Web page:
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Leadership Critique

Leadership Critique

Order Description
Leadership Critique

You have completed several activities and assignments in this module on finding and summarising resources on leadership and connecting leadership concepts to your own experiences. As you have read and discussed, it is important for leaders to stay abreast of developments in the field of leadership and management and to maintain a critical stance towards new ideas and theories that emerge. This part of your Final Project will be your first opportunity in your programme to practice critical thinking and academic writing on leadership concepts.

Prepare an essay of approximately 2,500 words using the following general outline:
A description of one or two leadership theories, concepts or models that interest you, including a brief discussion on why you find them interesting or relevant to your work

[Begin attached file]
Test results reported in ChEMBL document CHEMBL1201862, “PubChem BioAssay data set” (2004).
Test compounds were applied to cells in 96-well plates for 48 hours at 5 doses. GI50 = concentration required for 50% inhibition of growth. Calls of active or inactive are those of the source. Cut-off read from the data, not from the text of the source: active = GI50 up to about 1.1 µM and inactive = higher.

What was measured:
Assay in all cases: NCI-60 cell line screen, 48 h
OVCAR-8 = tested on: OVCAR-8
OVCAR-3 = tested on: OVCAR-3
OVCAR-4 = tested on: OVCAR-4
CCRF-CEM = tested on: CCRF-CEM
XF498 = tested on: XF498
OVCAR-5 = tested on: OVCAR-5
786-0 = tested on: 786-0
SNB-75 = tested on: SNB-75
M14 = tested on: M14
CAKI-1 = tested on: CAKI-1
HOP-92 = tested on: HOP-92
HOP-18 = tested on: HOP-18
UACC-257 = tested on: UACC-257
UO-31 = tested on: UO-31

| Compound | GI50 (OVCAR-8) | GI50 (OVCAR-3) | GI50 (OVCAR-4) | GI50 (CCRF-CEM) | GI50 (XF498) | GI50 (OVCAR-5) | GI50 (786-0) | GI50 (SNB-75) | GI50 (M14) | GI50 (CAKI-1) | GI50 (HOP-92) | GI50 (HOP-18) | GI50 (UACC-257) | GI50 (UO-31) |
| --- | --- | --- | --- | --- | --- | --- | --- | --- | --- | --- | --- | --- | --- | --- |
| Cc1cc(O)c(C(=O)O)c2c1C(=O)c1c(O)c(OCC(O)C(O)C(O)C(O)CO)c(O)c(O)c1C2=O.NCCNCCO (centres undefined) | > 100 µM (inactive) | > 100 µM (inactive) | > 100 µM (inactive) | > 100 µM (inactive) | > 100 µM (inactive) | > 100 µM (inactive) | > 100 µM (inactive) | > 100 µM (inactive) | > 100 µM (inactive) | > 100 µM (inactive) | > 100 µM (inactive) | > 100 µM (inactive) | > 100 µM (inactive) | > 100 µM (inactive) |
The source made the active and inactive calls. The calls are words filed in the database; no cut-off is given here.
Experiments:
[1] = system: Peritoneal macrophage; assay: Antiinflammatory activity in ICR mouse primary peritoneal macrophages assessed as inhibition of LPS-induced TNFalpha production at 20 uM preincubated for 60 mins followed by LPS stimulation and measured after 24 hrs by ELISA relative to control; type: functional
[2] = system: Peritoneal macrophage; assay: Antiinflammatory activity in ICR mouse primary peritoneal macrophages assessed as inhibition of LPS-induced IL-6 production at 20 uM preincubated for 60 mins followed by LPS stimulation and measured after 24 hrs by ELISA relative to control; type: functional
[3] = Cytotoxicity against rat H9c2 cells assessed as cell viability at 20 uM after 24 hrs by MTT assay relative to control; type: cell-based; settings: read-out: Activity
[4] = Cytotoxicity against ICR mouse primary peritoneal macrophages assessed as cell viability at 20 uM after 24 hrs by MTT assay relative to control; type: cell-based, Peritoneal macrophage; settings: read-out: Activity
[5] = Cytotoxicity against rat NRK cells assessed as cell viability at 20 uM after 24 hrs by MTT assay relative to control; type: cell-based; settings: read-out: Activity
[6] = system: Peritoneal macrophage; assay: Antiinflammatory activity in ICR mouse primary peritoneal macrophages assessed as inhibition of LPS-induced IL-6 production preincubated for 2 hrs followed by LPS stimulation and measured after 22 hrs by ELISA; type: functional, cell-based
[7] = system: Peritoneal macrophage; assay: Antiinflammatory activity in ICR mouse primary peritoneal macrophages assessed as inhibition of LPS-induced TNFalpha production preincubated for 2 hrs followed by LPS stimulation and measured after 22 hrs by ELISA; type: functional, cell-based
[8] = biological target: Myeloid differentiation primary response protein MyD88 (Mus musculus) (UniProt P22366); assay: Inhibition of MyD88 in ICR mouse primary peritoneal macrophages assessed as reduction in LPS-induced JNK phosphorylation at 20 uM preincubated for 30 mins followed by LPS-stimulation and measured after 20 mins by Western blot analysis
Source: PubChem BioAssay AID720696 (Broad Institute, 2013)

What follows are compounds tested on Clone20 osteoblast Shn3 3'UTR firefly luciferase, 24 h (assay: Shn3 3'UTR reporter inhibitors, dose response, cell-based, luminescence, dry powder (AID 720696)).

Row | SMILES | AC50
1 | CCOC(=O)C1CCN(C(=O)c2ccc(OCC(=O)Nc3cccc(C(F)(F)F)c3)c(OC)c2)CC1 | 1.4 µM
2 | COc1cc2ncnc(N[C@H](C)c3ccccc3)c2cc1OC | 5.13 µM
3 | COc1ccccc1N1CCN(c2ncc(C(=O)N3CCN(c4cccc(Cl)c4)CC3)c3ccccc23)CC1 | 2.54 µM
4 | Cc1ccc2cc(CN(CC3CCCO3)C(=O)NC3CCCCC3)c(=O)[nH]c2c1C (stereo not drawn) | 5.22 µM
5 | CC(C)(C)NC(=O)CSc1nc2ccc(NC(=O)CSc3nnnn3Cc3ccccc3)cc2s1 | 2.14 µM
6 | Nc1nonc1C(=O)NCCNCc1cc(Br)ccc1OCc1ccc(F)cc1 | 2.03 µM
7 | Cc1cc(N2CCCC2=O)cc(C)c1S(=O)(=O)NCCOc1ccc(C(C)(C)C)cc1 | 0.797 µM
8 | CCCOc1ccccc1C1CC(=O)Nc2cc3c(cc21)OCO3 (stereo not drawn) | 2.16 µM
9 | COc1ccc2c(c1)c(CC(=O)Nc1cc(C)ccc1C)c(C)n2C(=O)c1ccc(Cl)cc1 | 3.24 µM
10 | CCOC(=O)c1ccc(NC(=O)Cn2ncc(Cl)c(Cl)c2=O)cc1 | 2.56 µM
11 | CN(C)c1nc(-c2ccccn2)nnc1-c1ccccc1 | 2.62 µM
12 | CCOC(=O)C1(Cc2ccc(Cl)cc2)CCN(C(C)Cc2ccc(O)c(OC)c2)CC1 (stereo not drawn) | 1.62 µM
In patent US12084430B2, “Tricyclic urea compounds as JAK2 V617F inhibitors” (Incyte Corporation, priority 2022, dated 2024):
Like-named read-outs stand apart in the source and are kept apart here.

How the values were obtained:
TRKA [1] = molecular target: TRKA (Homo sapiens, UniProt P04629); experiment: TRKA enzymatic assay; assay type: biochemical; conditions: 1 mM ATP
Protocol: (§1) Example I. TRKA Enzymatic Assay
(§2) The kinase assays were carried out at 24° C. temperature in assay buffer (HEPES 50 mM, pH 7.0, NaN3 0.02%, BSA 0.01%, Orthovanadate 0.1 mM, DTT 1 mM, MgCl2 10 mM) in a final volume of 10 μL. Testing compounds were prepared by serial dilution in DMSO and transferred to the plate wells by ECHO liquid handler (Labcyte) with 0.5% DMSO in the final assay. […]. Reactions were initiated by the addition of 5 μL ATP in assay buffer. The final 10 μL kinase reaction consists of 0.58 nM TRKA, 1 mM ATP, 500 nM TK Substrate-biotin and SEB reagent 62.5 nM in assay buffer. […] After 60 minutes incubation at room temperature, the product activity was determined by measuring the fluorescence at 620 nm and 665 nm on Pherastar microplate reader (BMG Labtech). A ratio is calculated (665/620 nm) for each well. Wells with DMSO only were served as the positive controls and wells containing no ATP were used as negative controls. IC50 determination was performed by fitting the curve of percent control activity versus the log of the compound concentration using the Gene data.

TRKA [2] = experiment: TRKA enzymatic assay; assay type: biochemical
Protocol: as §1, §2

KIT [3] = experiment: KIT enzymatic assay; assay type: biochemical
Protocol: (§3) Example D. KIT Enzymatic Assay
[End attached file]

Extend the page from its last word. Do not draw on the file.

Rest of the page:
A discussion of how these leadership theories, concepts or models relate to your personal perspectives on leadership: in other words, whether you find them useful to explain your understanding of and experiences with leadership or whether they seem to conflict with your understanding and experiences, and how
References/Works Cited
You will likely derive the most value from this assignment by choosing at least two leadership theories, concepts or models to critique, one which seems in accord with your personal perspectives on leadership and one which seems in conflict. This approach will allow you to compare and contrast the value of the two theories, concepts or models in making sense of your personal perspective and experiences.

Examples of leadership theories, concepts and models you might address are found in readings throughout the unit. Some of these include the following:

Leadership as a personality trait
Servant leadership
Situational leadership
Styles of leadership
Transactional leadership
Transformational leadership
In many cases, different authors use the same terms to describe different concepts or use different terms to mean what are essentially very similar ideas. Do not let terminology worry you; discuss your chosen concepts or theories in specific, descriptive language, without too much jargon. Good academic writing is clear and explanatory, not dense or obfuscatory (and, hopefully, does not include words such as obfuscatory!).

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